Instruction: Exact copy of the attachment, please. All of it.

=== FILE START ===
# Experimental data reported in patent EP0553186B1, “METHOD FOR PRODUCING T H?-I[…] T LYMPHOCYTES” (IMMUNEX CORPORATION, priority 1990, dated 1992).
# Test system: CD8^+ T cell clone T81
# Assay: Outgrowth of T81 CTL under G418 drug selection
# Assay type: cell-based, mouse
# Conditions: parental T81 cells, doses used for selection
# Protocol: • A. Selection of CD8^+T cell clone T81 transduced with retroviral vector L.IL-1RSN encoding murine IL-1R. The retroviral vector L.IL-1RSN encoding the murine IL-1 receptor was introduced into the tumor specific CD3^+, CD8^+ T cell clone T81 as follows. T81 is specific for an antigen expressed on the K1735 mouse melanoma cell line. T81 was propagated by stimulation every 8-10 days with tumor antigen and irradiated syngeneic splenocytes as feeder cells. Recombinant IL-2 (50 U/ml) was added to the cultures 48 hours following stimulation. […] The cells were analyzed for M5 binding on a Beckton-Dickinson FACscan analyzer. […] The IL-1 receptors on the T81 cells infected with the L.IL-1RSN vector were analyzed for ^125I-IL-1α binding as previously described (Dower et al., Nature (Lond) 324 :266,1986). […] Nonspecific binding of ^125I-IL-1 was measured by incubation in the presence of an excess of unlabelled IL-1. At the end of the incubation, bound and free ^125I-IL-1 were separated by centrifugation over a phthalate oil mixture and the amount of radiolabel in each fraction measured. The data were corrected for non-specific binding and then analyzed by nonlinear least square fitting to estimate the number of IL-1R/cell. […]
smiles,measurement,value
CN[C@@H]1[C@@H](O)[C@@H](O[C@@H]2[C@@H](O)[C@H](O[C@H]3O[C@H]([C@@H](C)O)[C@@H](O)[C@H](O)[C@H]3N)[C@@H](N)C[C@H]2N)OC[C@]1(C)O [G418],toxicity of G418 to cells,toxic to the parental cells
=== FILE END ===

# Experimental data reported in patent EP0553186B1, “METHOD FOR PRODUCING T H?-I[…] T LYMPHOCYTES” (IMMUNEX CORPORATION, priority 1990, dated 1992).
# Test system: CD8^+ T cell clone T81
# Assay: Outgrowth of T81 CTL under G418 drug selection
# Assay type: cell-based, mouse
# Conditions: parental T81 cells, doses used for selection
# Protocol: • A. Selection of CD8^+T cell clone T81 transduced with retroviral vector L.IL-1RSN encoding murine IL-1R. The retroviral vector L.IL-1RSN encoding the murine IL-1 receptor was introduced into the tumor specific CD3^+, CD8^+ T cell clone T81 as follows. T81 is specific for an antigen expressed on the K1735 mouse melanoma cell line. T81 was propagated by stimulation every 8-10 days with tumor antigen and irradiated syngeneic splenocytes as feeder cells. Recombinant IL-2 (50 U/ml) was added to the cultures 48 hours following stimulation. […] The cells were analyzed for M5 binding on a Beckton-Dickinson FACscan analyzer. […] The IL-1 receptors on the T81 cells infected with the L.IL-1RSN vector were analyzed for ^125I-IL-1α binding as previously described (Dower et al., Nature (Lond) 324 :266,1986). […] Nonspecific binding of ^125I-IL-1 was measured by incubation in the presence of an excess of unlabelled IL-1. At the end of the incubation, bound and free ^125I-IL-1 were separated by centrifugation over a phthalate oil mixture and the amount of radiolabel in each fraction measured. The data were corrected for non-specific binding and then analyzed by nonlinear least square fitting to estimate the number of IL-1R/cell. […]
smiles,measurement,value
CN[C@@H]1[C@@H](O)[C@@H](O[C@@H]2[C@@H](O)[C@H](O[C@H]3O[C@H]([C@@H](C)O)[C@@H](O)[C@H](O)[C@H]3N)[C@@H](N)C[C@H]2N)OC[C@]1(C)O [G418],toxicity of G418 to cells,toxic to the parental cells